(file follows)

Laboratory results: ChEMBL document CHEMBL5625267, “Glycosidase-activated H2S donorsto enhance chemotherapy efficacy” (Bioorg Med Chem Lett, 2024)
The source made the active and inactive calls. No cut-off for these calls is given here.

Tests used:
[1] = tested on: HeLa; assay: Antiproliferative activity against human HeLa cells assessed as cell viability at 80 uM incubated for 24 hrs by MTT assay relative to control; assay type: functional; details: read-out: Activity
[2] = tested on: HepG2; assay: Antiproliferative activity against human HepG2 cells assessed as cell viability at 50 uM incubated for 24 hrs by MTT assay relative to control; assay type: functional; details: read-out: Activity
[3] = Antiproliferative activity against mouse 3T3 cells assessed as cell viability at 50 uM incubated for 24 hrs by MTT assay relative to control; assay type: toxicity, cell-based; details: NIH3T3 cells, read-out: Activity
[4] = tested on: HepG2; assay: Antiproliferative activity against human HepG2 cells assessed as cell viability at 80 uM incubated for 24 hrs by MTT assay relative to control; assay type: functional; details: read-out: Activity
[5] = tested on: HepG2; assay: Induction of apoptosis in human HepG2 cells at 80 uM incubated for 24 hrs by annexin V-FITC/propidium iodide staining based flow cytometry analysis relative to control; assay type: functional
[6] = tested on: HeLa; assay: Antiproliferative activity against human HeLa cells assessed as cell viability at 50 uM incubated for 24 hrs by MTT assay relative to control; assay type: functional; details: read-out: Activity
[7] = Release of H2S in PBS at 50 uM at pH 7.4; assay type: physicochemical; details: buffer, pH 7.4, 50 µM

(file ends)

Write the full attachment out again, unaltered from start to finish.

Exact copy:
Laboratory results: ChEMBL document CHEMBL5625267, “Glycosidase-activated H2S donorsto enhance chemotherapy efficacy” (Bioorg Med Chem Lett, 2024)
The source made the active and inactive calls. No cut-off for these calls is given here.

Tests used:
[1] = tested on: HeLa; assay: Antiproliferative activity against human HeLa cells assessed as cell viability at 80 uM incubated for 24 hrs by MTT assay relative to control; assay type: functional; details: read-out: Activity
[2] = tested on: HepG2; assay: Antiproliferative activity against human HepG2 cells assessed as cell viability at 50 uM incubated for 24 hrs by MTT assay relative to control; assay type: functional; details: read-out: Activity
[3] = Antiproliferative activity against mouse 3T3 cells assessed as cell viability at 50 uM incubated for 24 hrs by MTT assay relative to control; assay type: toxicity, cell-based; details: NIH3T3 cells, read-out: Activity
[4] = tested on: HepG2; assay: Antiproliferative activity against human HepG2 cells assessed as cell viability at 80 uM incubated for 24 hrs by MTT assay relative to control; assay type: functional; details: read-out: Activity
[5] = tested on: HepG2; assay: Induction of apoptosis in human HepG2 cells at 80 uM incubated for 24 hrs by annexin V-FITC/propidium iodide staining based flow cytometry analysis relative to control; assay type: functional
[6] = tested on: HeLa; assay: Antiproliferative activity against human HeLa cells assessed as cell viability at 50 uM incubated for 24 hrs by MTT assay relative to control; assay type: functional; details: read-out: Activity
[7] = Release of H2S in PBS at 50 uM at pH 7.4; assay type: physicochemical; details: buffer, pH 7.4, 50 µM